Monday, April 27, 2015

Putting the "O" in Okoboji

"Too weak, too slow" ~ Magnus Carlsen

  I arrived at the Arrowwood Inn (site of the Okoboji Open) on Friday at two in the afternoon, checked in, put my bag in the room, and headed to the playing hall. Unlike past years there was no need for me to rearrange any tables or chairs since they were laid out just the way Jodene wanted them with two chairs at each six foot table with plenty of room in between them. I just hung out, posted my Cylinder pictures on Facebook, and waited for the players to arrive.

  I had a longer wait than in years past. The last four years the tournament was fortunate enough to have International Master (and YouTube star - check out his channel by clicking here) John Bartholomew play in the tournament. John would give a simultaneous exhibition on Friday at 4:30 before the first round. John didn't play in this years’ tournament so the first round was at 6pm as scheduled with this years weekend chess activity being a blitz tournament held after the first round Friday night.

  There were 43 signups on the day of the tournament but the weather was great and several players showed up to play on the day of the tournament, including some of the players that came from Nebraska last year and the Heinisch brothers that come to play in Jackson each year. All in all there were 54 players (not counting 2 parents that helped out by giving the odd numbered player a game) which is comfortably in the upper half of the participation in the history of the Okoboji Open.

  The first round came and went and then it was time for the blitz tournament. I had been planning to play in this blitz tournament since Jodene announced it and prepared for the last month. I stopped playing 1 minute internet chess in favor of 3 minute chess and drank an Amp Focus Energy drink at eight to give it time to work its energy focusing magic on me. I did have a ginormous lunch at the Rack Shack which I took as a good omen since the last time I ate a gut busting lunch was the only time I’ve ever beaten Joe Meyer (AKA Joe from Waterloo) in a tournament game (I wrote about it here). Nonetheless, I did attempt to mitigate the effects of eating 3000+ calories in one sitting by snacking on raspberries and strawberries while the rest of the players were either travelling or playing a three to four hour chess game.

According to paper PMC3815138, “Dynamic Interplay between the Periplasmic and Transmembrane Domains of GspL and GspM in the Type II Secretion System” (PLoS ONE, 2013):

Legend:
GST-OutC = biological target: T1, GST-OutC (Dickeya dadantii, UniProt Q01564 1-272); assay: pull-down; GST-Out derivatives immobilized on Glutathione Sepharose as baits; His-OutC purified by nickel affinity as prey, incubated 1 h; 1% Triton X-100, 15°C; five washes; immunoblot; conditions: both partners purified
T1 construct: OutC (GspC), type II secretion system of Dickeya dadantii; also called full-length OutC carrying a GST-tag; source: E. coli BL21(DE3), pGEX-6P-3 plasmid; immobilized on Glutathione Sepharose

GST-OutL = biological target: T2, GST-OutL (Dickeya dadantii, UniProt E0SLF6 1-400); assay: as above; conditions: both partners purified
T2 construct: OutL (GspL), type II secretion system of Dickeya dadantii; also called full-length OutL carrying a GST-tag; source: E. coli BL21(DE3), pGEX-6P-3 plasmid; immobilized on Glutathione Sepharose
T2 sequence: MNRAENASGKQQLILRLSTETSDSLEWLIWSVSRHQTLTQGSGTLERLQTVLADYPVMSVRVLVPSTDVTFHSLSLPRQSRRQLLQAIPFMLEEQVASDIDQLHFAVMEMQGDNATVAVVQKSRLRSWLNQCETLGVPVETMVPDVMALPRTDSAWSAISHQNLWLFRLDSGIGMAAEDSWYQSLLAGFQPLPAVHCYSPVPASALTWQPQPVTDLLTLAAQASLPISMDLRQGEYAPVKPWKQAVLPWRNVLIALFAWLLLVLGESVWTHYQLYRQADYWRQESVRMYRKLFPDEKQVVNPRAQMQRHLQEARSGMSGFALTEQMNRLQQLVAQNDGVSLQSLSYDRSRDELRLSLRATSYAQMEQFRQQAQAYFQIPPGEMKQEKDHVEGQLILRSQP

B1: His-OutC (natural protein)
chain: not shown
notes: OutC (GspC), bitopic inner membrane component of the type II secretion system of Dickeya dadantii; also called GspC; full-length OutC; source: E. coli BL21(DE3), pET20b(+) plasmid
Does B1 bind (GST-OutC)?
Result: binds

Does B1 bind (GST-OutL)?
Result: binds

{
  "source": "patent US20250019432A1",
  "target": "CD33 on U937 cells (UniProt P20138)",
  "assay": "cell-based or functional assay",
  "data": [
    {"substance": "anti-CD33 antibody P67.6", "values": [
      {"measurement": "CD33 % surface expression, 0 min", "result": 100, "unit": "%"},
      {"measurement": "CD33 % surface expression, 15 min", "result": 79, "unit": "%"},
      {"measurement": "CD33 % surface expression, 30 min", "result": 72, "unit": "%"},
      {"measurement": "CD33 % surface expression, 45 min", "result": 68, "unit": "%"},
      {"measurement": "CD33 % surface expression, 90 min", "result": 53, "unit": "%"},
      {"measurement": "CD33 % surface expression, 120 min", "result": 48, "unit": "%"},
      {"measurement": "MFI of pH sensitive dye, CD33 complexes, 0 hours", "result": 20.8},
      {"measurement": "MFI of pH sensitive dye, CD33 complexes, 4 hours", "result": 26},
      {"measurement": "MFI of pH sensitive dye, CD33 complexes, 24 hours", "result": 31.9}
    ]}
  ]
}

In years past the first round of the tournament ended between 9 and 9:30. This year there were three games that lasted until 10 o'clock. This caused many of the younger players who signed up for the blitz tournament to cancel in favor of a good night’s sleep. All told we had 12 players sign up including my 2014 Iowa State Fair co-champion Bob Keating and Grandmaster Mauricio Flores and myself. Mauricio was going to start play on Saturday but arrived while the first round was going on with Riaz Khan. Riaz convinced Mauricio to play in the tournament so it would have a headline player. I was the fourth lowest ranked player in the field and by far the oldest player with 10 years on Bob and at least 25 years on all the other players. I would have settled for a 3-2 record in the five round tournamaent but I was hoping for maybe something a little better.

Joseph Wan - 0-1
  In the first round of the blitz tournament I had white against Joseph Wan, the newest super strong Iowa youth player. Joseph is an expert player and he’s not even in high school. Joseph's family came to Okoboji along with him. They seemed like a really nice all-american family and Joseph's dad Huishan even helped out by filling in to play the odd numbered player in the main tournament a couple of times. Of course at the time I sat down to play I wasn't concerned with how young Joseph was or what a nice family he had – I just wanted to play and win. Joseph played an unusual setup against my Queen’s Pawn opening, moving his bishop to b7. I knew if I moved my e4 pawn before I developed I’d lose a rook to the oddly placed bishop but just a few moves later I moved the pawn anyway and lost my rook. I managed to generate a huge attack against Joseph’s king using the open line from where my rook was captured and had my queen, remaining rook, and both knights buzzing all around Joseph’s king. In order to avert a checkmate Joseph gave up his queen for one of my knights but his king was flushed out into the center of the board. I was busy trying to figure out a way to checkmate Joseph and he wasn't moving. I thought he was looking confused and trying to figure out where the game had gone wrong for him. After what seemed like an eternity I looked at the clock to see how much time he had left and then I saw it. On my previous move I FORGOT TO HIT MY CLOCK AND I ONLY HAD A FEW SECONDS LEFT. I managed a couple of half-hearted moves before I lost on time.